This year’s Interspeech — the largest conference in speech technology — will take place in Hyderabad, India, the first week of September. More than 40 Amazon researchers will be attending, including Björn Hoffmeister, the senior manager for machine learning in the Alexa Automatic Speech Recognition group. He took a few minutes to answer three questions about this year’s conference.
What do you look forward to about Interspeech?
Interspeech is the biggest conference in speech technology. There is a speech community, and I’m excited to go there and see where the big ship of speech recognition is heading next.
Another thing is that I get to find a lot of small and large ideas that we can bring into our systems. It might be a small tweak that makes something run more efficiently, or it could be a new idea that kicks off a large research project.
The week of the conference also takes you out of your immediate concerns. For these few days, you’re immersed in this mode of thinking big, and this triggers a lot of very fruitful discussions centered on research. Even with other members of your own team you tend to have more research-focused conversations. And of course with colleagues at other institutions, too.
Finally, it’s a great venue for meeting the next generation of PhD students in our field. We build up relationships there, sometimes over years, which can help us attract talent. It’s the biggest conference in our field, but it’s also the biggest networking event for people working in speech technologies. I always look forward to reconnecting with the community there, and establishing new connections as well.
Does the fact that the conference is in India have a particular appeal?
For me, personally, it’s attractive because I can combine the conference with a visit to our Bangalore office. The focus of the scientists there is very well aligned with the theme of this year’s Interspeech, which is “speech research for emerging markets in multilingual societies.” There are so many languages in India, and we want to be flexible, so that people can talk to Alexa in more than one of them.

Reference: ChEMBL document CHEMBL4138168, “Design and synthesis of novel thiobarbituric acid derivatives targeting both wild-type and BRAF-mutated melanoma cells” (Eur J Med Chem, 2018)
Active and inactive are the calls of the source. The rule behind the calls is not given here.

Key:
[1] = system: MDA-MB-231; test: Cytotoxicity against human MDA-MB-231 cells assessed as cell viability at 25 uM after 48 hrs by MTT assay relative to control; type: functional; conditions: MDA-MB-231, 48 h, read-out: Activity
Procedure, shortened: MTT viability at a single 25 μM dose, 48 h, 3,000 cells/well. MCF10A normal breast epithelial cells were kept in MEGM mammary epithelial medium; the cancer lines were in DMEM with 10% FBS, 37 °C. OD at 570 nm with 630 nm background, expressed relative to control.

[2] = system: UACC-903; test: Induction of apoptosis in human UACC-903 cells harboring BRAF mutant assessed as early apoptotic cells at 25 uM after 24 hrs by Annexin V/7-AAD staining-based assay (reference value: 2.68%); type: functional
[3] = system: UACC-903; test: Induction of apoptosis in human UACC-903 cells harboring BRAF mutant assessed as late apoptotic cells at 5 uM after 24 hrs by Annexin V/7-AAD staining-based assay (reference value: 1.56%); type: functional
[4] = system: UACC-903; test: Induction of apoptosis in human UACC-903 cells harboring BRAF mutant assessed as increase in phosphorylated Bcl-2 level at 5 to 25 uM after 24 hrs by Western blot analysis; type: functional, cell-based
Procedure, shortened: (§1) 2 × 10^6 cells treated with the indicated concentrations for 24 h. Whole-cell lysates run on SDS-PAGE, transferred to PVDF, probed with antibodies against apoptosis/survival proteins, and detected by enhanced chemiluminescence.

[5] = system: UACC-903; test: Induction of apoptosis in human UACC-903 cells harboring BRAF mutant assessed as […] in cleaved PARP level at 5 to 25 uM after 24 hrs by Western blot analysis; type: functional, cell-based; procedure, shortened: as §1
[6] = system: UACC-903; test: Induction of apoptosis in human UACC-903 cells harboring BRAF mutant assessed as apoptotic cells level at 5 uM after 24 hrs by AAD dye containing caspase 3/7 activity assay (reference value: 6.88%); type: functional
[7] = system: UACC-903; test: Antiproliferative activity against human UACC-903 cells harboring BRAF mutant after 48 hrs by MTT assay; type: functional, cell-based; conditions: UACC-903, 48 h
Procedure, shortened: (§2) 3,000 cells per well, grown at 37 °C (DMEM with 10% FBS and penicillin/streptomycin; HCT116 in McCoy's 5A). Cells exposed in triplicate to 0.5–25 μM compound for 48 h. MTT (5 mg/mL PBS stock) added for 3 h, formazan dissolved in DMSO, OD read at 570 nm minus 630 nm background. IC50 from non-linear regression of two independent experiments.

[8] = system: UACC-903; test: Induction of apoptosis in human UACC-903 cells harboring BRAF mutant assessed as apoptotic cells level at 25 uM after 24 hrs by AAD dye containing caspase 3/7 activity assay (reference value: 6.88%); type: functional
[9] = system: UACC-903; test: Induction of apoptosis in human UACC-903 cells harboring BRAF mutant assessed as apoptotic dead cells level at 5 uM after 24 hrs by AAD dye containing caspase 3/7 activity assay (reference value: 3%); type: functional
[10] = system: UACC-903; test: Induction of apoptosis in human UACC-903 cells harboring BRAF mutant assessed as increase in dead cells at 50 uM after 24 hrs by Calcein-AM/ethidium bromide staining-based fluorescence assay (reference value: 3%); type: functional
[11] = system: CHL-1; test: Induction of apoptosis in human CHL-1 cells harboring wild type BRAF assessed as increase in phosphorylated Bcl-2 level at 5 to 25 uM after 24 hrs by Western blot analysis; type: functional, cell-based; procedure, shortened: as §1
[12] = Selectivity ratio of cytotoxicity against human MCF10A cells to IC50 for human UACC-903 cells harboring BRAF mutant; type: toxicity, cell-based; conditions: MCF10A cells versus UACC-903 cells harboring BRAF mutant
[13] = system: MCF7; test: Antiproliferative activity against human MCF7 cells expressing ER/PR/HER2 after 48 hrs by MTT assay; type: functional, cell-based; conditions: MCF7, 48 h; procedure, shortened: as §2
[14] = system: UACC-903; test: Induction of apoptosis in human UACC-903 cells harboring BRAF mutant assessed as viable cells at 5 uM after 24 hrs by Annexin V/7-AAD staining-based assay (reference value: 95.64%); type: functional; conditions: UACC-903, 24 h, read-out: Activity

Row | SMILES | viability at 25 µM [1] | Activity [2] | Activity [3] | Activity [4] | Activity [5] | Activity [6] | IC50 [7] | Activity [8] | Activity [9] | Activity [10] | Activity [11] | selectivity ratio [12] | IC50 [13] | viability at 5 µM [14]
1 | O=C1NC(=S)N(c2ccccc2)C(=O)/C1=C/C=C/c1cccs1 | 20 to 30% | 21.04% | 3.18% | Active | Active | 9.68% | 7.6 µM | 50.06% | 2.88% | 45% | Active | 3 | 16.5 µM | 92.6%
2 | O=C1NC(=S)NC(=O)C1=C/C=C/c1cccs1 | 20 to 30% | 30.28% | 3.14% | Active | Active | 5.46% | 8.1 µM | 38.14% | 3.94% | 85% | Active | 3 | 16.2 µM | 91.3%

There is a combination of challenges when research moves from a language that is highly resourced, like English, to languages and dialects that don’t have huge corpora of annotated training data but still need to work together with similar accuracy.
And then there is the engineering question of how to scale the system to support several languages at once. The Bangalore team is actively investigating that.
Looking over the list of papers accepted to Interspeech, what broad trends do you see in the field?
We see that sequence-to-sequence modeling for automatic speech recognition — the idea of being all neural — that this continues. Sequence-to-sequence means to go directly from features derived from the audio signal all the way to producing the final text output, and doing that using an encoder-decoder approach, where the encoder first ingests the audio signal and then the decoder produces the text. The broad trend is making it all neural, making it all a single architecture that can be optimized jointly.
The other big trend is tackling the crosstalk problem, where multiple people are talking at the same time. It’s a very hard problem. There have always been attempts to tackle it. So far, the attempts have been working in the lab environment but only to a limited degree in production systems.
One promising approach right now is the deep-clustering approach, and deep clustering goes together with another trend that we see: instead of using a single microphone, using multiple microphones feeding directly into the big neural model. Deep clustering is already showing very promising results for one microphone, but with a microphone array, it seems to work even better. If you put those technologies together, we’re pretty optimistic that we can get the crosstalk problem under control.
The interesting thing is, since we do everything in the cloud, it’s possible to later deploy these improvements to any of our devices. They already have multiple microphones; the rest is just software.
Using contextual information is one of the other big stories. The more a device like Echo can do, the more we expect to see multiturn interactions, and in any multiturn interaction, all the previous turns provide a lot of context that we want to consider to help us to improve accuracy.
The other way to use context is that we know something about the speaker: we know the preferences of the speaker; we know the past topics the speaker was talking about. So we can use all that information as contextual clues to improve speech recognition in the first place. We are investigating that, and I saw other papers at Interspeech that are also looking into that topic.
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- Contextual Clues Can Help Improve Alexa’s Speech Recognizers
- How Alexa Can Use Song-Playback Duration to Learn Customers’ Preferences
Source: Alexa Developer Blog